(adsbygoogle = window.adsbygoogle || []).push({}); 1. The problem statement, all variables and given/known data

In this investigation, you mix .5g of Mg(s) with 115mL HCl. You measure the temperature change which turns out to be 25.5 degrees C. The equation is as follows:

Mg + 2HCL --> MgCl2 + H2

Use the specific heat of water (c=4.184) to find the heat of formation.

What is the temperature change of 1mol of MgCl2?

2. Relevant equations

Q=cm(t2-t1)

Kind of basic algebra that I think I'm getting wrong. Or maybe I'm using the wrong variables.

3. The attempt at a solution

This problem uses the specific heat of water. This means that we must use the mass of water as well (1mol = 18g).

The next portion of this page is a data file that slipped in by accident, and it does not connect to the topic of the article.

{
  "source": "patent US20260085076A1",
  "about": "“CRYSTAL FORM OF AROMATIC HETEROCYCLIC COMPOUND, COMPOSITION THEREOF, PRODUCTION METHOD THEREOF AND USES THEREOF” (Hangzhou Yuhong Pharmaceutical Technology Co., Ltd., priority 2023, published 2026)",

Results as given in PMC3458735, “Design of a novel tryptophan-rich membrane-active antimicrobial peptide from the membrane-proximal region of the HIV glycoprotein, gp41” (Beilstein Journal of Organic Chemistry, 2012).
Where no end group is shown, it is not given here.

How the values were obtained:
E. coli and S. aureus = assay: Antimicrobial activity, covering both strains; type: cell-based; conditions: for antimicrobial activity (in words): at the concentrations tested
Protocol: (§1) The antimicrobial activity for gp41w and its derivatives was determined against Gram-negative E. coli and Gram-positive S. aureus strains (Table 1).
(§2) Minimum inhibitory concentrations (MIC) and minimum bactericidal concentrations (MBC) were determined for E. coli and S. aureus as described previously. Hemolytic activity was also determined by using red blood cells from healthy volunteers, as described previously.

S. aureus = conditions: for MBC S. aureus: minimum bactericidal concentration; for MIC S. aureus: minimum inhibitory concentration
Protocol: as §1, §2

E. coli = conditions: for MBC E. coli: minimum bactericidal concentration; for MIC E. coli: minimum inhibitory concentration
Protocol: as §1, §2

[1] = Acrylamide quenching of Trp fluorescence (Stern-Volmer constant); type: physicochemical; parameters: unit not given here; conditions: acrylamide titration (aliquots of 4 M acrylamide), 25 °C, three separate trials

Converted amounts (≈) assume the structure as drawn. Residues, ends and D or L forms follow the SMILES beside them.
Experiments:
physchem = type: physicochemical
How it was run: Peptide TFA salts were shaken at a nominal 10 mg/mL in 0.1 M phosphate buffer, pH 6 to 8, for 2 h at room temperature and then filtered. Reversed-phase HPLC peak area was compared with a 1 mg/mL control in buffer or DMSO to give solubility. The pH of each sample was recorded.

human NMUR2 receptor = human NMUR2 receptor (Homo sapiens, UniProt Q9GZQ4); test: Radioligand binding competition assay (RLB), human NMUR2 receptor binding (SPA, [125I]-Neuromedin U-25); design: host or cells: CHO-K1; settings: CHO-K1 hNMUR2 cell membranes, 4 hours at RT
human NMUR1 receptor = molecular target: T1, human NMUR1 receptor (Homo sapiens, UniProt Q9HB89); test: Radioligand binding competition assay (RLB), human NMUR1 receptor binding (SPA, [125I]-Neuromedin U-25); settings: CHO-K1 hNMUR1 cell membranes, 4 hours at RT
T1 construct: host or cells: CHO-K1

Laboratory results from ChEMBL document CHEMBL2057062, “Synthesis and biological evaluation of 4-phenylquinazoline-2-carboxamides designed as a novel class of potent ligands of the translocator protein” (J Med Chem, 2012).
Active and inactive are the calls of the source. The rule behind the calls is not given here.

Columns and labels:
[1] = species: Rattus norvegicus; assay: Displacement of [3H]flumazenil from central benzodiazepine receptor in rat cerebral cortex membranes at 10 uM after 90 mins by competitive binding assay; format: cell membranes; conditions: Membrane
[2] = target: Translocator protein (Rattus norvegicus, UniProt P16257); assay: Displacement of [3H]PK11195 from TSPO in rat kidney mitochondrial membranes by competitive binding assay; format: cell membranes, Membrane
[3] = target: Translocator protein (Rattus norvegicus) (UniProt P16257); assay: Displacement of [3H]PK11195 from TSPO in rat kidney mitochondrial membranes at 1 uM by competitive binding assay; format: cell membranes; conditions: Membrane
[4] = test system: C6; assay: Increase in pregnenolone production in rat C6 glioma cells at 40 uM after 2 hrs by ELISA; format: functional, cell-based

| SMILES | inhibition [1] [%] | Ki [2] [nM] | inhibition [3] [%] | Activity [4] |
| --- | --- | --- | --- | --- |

Q=4.184(18g)(t2-t1)

I am having trouble with the temperature change. Mg is the limiting reactant. Therefore:

.5g Mg (mol/24.31g) = .021mol Mg (mol MgCl2/mol Mg) = .021mol MgCl2

.021mol MgCl2 (95.21g MgCl2/mol MgCl2) = 1.99941 ~2.00g MgCl2

Therefore:

(25.5C/2.00g MgCl2) * 95.21g MgCl2 = 1214C

This answer however, isn't correct. Am I supposed to use the masses of water instead?

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# Homework Help: Chemistry: Finding a temperature change using a temperature/gram ratio

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